7. Agree. Not to mention the opportunity cost of doing a PhD at any point with an MD is at minimum $1 million, closer to $2 million in billings for many specialties.
  8. If you really want to do med school, I would do that first. No MD/PhD, no PhD first. Do the med school thing while you’re young. Then if you really want you can do a PhD in residency or as a staff where in both cases you will be paid well to do that.
  9. As above. Never heard of this but if miracles exist, this would be it.
  10. FYI I am not aware of any engineering graduate program that will allow you to finish in one year, let alone enter without a completed undergrad related to engineering.
  11. Pro tip: Don’t be a gunner. Staff and residents can smell the stink of a gunner, and it’s not pleasant. Make your moves towards a competitive specialty only once you know for sure what that specialty is all about and why you’d want to do it over any other.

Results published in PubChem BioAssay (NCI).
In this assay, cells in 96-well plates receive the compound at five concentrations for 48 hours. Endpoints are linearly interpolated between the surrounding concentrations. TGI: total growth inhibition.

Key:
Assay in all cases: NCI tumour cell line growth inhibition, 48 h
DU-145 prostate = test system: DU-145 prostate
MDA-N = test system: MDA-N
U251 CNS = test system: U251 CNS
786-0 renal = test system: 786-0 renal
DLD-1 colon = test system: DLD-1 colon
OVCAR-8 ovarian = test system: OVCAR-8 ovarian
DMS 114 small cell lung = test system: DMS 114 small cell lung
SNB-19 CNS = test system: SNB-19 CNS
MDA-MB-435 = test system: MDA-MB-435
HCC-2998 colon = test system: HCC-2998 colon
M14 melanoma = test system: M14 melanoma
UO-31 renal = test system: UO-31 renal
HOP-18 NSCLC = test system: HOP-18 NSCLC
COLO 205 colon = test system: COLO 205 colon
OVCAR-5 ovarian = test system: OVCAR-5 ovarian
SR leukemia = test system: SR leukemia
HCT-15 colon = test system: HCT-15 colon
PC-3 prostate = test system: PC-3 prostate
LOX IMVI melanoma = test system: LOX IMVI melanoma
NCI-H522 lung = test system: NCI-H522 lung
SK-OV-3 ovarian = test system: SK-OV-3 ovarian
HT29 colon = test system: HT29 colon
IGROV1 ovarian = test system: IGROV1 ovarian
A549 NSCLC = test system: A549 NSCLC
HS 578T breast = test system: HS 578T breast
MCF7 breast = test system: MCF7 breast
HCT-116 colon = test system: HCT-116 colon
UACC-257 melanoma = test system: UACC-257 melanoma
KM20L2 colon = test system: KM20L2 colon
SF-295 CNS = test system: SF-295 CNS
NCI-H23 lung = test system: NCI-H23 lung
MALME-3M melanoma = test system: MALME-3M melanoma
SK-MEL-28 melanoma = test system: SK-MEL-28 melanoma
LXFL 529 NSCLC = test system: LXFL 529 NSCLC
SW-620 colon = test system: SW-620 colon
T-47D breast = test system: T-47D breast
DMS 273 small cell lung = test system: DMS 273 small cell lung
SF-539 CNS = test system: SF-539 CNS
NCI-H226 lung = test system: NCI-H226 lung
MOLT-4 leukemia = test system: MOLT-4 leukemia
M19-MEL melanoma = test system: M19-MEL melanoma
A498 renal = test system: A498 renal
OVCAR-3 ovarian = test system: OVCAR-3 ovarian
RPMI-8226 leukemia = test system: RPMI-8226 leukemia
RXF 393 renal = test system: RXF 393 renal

12. This is like asking “what blackjack table am I more likely to win on?” There’s no such thing as one that’s less competitive - only that they might be looking for different things, which you’ll have no way of knowing in advance.
  13. Buy a fancy vacation. Buy an upgraded car. Buy a top hat. You only live once and now you are net positive. Have some fun.
  14. GIM is the devil. That’s the difference.
  15. I’d venture to guess that no one in their right mind would do 5+ years of surgical residency/fellowship only to work clinic (which is very expensive to open up, and a separate limiting factor altogether). Not to mention that killing time in a clinic does absolutely nothing to improve your chances at getting hired for OR time, and in fact it may be a negative as you’ll be out of touch with key players in hiring and your skills will decline. If clinic is the plan, and you’d be happy with it, don’t do a surgical residency. Simple as that.